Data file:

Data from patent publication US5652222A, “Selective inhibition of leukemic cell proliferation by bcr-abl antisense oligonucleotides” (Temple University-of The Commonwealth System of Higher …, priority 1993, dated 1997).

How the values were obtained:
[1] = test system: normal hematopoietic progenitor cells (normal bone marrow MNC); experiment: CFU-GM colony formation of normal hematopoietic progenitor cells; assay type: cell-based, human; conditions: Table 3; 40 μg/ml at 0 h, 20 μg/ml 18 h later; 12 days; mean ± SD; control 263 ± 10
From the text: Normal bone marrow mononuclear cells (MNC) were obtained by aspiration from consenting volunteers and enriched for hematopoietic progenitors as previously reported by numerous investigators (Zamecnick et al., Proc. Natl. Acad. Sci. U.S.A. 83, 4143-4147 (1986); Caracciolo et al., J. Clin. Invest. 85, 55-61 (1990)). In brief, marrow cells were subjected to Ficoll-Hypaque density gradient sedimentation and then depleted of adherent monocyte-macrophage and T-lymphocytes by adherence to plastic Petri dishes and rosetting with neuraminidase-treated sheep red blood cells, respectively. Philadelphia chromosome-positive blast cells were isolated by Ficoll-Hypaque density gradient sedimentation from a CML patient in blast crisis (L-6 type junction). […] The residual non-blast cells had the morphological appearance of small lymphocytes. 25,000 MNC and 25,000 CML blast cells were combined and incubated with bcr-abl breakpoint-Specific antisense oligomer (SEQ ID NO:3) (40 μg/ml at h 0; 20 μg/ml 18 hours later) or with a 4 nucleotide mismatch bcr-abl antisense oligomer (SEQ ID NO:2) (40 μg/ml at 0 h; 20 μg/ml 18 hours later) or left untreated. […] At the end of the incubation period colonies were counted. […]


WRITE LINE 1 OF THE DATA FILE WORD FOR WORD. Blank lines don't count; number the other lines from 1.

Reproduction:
Data from patent publication US5652222A, “Selective inhibition of leukemic cell proliferation by bcr-abl antisense oligonucleotides” (Temple University-of The Commonwealth System of Higher …, priority 1993, dated 1997).